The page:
+-------+-------+                      |
                              |                              |
                              |                              |
      Network A               |                              | Network B
   -+-+-----+-----------+-+-----+--------         -----+-+-------+------
                              |                              |
                           +-+------+                 +--------+
                           | Alice  |                 | Bob    |
                           +--------+                 +--------+


   Users : Alice, Bob


       Figure 1: WebRTC server in a different administrative domain







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5.  Other recommendations

      REQ-14: There SHOULD be support for a means to provide integrity
      protection without user authentication, i.e., an anonymous client
      should be able to verify a PCP server using server-side-only auth
      and as a consequence obtain an SA which will be used for PCP
      message integrity.  For example, a client visiting foreign
      networks such as a hotel, hot spot etc where the client may gain
      access to the network but does not know the credentials to
      authenticate with the PCP server.  The negotiation of SA should be
      secure such that the SA is only known to the anonymous client and
      PCP server.


6.  IANA Considerations

   This document does not require any action from IANA.


7.  Security Considerations

   This entire document is about security considerations for PCP.


8.  References

8.1.  Normative References

   [RFC2119]  Bradner, S., "Key words for use in RFCs to Indicate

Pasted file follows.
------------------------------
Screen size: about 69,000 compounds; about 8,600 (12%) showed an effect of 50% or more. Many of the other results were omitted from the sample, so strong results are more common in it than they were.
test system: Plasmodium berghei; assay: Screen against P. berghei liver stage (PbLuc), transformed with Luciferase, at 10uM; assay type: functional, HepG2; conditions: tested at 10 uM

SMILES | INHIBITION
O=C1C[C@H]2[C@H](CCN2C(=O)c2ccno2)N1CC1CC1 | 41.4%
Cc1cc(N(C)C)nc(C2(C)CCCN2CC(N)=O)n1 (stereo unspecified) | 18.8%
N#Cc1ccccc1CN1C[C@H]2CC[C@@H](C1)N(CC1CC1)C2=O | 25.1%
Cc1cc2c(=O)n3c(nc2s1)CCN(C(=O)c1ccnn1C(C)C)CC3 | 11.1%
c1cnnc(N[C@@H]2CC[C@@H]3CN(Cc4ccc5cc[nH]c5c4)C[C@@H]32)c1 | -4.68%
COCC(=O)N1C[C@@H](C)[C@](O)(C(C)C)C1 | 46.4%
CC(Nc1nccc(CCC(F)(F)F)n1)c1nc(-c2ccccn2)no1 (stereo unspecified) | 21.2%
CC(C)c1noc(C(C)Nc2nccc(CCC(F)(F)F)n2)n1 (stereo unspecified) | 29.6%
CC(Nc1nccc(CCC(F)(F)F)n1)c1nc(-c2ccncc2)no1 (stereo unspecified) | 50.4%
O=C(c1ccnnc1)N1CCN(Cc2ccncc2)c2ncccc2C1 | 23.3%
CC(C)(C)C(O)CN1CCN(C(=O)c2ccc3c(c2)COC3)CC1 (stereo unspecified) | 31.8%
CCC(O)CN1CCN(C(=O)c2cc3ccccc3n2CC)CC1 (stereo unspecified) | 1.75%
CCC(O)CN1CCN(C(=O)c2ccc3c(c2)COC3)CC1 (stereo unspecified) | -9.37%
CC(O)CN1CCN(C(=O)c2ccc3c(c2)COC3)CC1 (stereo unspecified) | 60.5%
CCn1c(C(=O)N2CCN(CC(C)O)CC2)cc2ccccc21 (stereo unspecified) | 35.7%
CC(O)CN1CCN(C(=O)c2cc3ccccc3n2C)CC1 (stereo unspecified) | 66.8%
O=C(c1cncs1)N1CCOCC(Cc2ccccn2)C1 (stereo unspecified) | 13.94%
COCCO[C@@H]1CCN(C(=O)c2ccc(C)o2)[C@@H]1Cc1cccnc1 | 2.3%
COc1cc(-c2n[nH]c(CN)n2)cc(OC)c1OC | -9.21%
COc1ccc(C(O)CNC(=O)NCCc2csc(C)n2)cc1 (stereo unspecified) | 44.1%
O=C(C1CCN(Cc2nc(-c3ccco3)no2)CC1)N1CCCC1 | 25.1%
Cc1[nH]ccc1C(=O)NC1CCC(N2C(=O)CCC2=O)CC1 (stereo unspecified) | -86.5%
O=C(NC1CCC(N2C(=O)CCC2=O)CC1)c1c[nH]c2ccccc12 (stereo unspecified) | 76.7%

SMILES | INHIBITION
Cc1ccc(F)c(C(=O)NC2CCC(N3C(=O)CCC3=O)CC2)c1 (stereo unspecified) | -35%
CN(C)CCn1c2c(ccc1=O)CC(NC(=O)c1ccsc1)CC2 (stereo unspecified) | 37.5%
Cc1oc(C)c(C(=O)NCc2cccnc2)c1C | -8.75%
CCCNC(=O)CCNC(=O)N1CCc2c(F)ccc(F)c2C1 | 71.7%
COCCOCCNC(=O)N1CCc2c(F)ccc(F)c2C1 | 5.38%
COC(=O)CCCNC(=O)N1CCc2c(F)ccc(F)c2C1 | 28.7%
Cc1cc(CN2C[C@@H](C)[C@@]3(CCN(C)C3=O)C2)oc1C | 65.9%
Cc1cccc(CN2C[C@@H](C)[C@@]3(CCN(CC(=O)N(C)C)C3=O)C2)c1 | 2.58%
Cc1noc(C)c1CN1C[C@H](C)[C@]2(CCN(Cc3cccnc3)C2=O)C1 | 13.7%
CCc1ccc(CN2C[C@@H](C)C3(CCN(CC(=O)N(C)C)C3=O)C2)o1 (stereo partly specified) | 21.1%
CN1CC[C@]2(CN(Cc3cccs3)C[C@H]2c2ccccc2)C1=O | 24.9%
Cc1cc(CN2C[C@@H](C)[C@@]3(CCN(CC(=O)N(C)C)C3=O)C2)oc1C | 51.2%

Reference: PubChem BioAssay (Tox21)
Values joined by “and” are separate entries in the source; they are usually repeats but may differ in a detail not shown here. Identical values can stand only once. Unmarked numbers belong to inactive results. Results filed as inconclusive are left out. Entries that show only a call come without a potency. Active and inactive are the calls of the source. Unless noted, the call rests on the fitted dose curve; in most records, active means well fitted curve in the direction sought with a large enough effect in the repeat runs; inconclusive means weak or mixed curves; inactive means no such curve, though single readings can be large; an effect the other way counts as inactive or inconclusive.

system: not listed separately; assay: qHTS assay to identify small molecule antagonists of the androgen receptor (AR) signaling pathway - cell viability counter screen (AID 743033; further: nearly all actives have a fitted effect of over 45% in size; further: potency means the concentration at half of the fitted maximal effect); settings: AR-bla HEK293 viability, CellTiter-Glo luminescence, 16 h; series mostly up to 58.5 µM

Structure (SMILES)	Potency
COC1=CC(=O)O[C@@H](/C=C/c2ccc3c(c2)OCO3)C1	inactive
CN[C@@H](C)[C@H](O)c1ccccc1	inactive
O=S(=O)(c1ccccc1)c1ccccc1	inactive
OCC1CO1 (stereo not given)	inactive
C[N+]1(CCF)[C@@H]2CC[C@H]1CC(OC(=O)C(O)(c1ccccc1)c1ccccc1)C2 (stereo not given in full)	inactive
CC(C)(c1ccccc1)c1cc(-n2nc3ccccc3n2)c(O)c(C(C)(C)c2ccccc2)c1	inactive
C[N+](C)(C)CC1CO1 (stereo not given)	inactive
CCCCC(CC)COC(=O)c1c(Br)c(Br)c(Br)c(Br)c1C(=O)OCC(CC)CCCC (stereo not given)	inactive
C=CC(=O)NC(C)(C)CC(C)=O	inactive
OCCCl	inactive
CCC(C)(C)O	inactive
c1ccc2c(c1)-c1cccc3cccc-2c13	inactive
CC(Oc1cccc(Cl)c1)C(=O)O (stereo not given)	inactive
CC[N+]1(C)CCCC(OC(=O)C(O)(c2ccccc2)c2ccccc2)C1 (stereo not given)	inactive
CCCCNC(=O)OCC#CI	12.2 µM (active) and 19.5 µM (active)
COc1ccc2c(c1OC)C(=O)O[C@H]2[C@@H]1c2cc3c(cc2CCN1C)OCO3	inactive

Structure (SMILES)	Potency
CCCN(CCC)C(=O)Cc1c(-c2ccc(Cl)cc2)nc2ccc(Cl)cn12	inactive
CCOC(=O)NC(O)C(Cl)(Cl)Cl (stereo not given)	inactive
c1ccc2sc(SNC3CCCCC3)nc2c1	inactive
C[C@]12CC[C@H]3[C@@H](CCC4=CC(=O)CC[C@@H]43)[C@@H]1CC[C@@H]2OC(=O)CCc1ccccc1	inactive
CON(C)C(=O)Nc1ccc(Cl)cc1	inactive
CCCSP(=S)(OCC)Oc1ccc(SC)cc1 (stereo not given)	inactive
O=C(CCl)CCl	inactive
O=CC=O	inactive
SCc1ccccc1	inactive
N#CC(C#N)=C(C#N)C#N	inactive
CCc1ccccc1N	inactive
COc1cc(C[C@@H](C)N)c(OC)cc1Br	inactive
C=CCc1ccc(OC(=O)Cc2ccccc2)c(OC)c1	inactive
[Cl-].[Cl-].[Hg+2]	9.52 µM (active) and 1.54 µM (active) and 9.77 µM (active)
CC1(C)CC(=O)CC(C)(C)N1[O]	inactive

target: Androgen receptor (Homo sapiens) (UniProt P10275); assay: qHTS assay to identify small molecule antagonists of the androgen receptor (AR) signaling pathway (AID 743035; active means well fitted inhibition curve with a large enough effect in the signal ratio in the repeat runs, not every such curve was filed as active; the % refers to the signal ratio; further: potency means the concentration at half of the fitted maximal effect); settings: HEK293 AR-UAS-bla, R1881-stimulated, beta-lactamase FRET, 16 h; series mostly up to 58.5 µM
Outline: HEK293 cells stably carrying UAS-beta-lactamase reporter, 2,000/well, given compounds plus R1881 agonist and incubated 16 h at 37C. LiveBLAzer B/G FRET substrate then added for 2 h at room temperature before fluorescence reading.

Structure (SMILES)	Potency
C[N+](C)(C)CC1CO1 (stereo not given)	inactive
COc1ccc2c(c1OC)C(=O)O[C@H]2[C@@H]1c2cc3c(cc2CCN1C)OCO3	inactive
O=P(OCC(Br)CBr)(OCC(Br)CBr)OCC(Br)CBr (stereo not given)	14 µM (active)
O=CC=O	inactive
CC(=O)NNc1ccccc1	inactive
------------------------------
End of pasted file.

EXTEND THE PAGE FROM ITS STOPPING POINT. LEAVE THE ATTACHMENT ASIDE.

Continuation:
Requirement Levels", BCP 14, RFC 2119, March 1997.

   [RFC4949]  Shirey, R., "Internet Security Glossary, Version 2",
              RFC 4949, August 2007.

   [RFC6887]  Wing, D., Cheshire, S., Boucadair, M., Penno, R., and P.
              Selkirk, "Port Control Protocol (PCP)", RFC 6887,
              April 2013.

8.2.  Informative References

   [BitTorrent]
              "Cohen, B., "The BitTorrent Protocol Specification Version
              11031", February 2008.", September 2012.

   [I-D.ietf-pcp-proxy]
              Boucadair, M., Penno, R., and D. Wing, "Port Control
              Protocol (PCP) Proxy Function", draft-ietf-pcp-proxy-03
              (work in progress), June 2013.



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   [I-D.ietf-rtcweb-overview]
              Alvestrand, H., "Overview: Real Time Protocols for Brower-
              based Applications", draft-ietf-rtcweb-overview-06 (work
              in progress), February 2013.

   [RFC3261]  Rosenberg, J., Schulzrinne, H., Camarillo, G., Johnston,
              A., Peterson, J., Sparks, R., Handley, M., and E.
              Schooler, "SIP: Session Initiation Protocol", RFC 3261,
              June 2002.


Appendix A.  Change History

A.1.  Change from -01 to -02

   o  Requirements reorganized based on commonality

   o  New requirement 3(c(2)) added.

A.2.  Change from -02 to -03

   o  Merged REQ-1 and REQ-7

   o  Updated Section 5 "Other recommendations"

A.3.  Change from -03 to -04

   o  Updated REQ-4, REQ-9 and REQ-14.


Authors' Addresses

   Tirumaleswar Reddy
   Cisco Systems, Inc.
   Cessna Business Park, Varthur Hobli
   Sarjapur Marathalli Outer Ring Road
   Bangalore, Karnataka  560103
   India

   Email: tireddy@cisco.com











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   Prashanth Patil
   Cisco Systems, Inc.
   Bangalore
   India

   Email: praspati@cisco.com


   Dan Wing
   Cisco Systems, Inc.
   170 West Tasman Drive
   San Jose, California  95134
   USA

   Email: dwing@cisco.com


   Reinaldo Penno
   Cisco Systems, Inc.
   170 West Tasman Drive
   San Jose, California  95134
   USA

   Email: repenno@cisco.com